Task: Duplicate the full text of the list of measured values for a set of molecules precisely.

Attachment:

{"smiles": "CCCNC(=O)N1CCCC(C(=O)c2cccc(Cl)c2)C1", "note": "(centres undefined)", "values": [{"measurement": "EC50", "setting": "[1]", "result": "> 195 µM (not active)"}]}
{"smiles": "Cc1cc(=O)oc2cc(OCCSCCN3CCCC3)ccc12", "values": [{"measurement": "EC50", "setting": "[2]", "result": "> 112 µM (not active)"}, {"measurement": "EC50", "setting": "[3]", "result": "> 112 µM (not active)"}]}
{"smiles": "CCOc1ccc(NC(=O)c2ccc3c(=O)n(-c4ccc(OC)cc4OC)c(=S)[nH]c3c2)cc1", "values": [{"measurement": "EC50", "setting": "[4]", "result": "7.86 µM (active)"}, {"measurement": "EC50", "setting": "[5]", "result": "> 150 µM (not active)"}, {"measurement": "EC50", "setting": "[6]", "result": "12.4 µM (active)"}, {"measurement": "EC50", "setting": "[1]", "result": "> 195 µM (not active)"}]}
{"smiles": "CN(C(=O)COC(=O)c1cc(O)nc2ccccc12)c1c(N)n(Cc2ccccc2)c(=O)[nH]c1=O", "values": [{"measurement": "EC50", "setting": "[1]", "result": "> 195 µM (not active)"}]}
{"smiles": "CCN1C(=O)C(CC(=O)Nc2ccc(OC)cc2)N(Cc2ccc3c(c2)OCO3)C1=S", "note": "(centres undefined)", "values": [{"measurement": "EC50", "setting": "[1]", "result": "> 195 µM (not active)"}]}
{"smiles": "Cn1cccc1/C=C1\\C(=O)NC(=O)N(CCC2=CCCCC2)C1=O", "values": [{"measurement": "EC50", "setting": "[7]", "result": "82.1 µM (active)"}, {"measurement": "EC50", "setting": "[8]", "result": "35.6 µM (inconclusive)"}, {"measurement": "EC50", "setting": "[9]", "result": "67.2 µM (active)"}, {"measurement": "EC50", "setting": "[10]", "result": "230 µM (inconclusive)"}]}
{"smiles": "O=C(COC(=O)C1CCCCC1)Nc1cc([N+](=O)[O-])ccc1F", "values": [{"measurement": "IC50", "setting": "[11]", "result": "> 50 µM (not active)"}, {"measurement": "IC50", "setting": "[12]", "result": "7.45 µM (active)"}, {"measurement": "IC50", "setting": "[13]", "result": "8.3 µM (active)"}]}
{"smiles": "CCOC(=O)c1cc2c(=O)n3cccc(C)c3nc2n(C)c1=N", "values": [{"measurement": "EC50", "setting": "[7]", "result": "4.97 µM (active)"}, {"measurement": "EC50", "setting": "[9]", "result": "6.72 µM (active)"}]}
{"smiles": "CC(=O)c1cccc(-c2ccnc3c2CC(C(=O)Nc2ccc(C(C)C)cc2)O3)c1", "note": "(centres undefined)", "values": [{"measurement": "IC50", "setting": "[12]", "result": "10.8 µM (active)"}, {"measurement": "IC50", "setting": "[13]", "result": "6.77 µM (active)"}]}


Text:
{"smiles": "CCCNC(=O)N1CCCC(C(=O)c2cccc(Cl)c2)C1", "note": "(centres undefined)", "values": [{"measurement": "EC50", "setting": "[1]", "result": "> 195 µM (not active)"}]}
{"smiles": "Cc1cc(=O)oc2cc(OCCSCCN3CCCC3)ccc12", "values": [{"measurement": "EC50", "setting": "[2]", "result": "> 112 µM (not active)"}, {"measurement": "EC50", "setting": "[3]", "result": "> 112 µM (not active)"}]}
{"smiles": "CCOc1ccc(NC(=O)c2ccc3c(=O)n(-c4ccc(OC)cc4OC)c(=S)[nH]c3c2)cc1", "values": [{"measurement": "EC50", "setting": "[4]", "result": "7.86 µM (active)"}, {"measurement": "EC50", "setting": "[5]", "result": "> 150 µM (not active)"}, {"measurement": "EC50", "setting": "[6]", "result": "12.4 µM (active)"}, {"measurement": "EC50", "setting": "[1]", "result": "> 195 µM (not active)"}]}
{"smiles": "CN(C(=O)COC(=O)c1cc(O)nc2ccccc12)c1c(N)n(Cc2ccccc2)c(=O)[nH]c1=O", "values": [{"measurement": "EC50", "setting": "[1]", "result": "> 195 µM (not active)"}]}
{"smiles": "CCN1C(=O)C(CC(=O)Nc2ccc(OC)cc2)N(Cc2ccc3c(c2)OCO3)C1=S", "note": "(centres undefined)", "values": [{"measurement": "EC50", "setting": "[1]", "result": "> 195 µM (not active)"}]}
{"smiles": "Cn1cccc1/C=C1\\C(=O)NC(=O)N(CCC2=CCCCC2)C1=O", "values": [{"measurement": "EC50", "setting": "[7]", "result": "82.1 µM (active)"}, {"measurement": "EC50", "setting": "[8]", "result": "35.6 µM (inconclusive)"}, {"measurement": "EC50", "setting": "[9]", "result": "67.2 µM (active)"}, {"measurement": "EC50", "setting": "[10]", "result": "230 µM (inconclusive)"}]}
{"smiles": "O=C(COC(=O)C1CCCCC1)Nc1cc([N+](=O)[O-])ccc1F", "values": [{"measurement": "IC50", "setting": "[11]", "result": "> 50 µM (not active)"}, {"measurement": "IC50", "setting": "[12]", "result": "7.45 µM (active)"}, {"measurement": "IC50", "setting": "[13]", "result": "8.3 µM (active)"}]}
{"smiles": "CCOC(=O)c1cc2c(=O)n3cccc(C)c3nc2n(C)c1=N", "values": [{"measurement": "EC50", "setting": "[7]", "result": "4.97 µM (active)"}, {"measurement": "EC50", "setting": "[9]", "result": "6.72 µM (active)"}]}
{"smiles": "CC(=O)c1cccc(-c2ccnc3c2CC(C(=O)Nc2ccc(C(C)C)cc2)O3)c1", "note": "(centres undefined)", "values": [{"measurement": "IC50", "setting": "[12]", "result": "10.8 µM (active)"}, {"measurement": "IC50", "setting": "[13]", "result": "6.77 µM (active)"}]}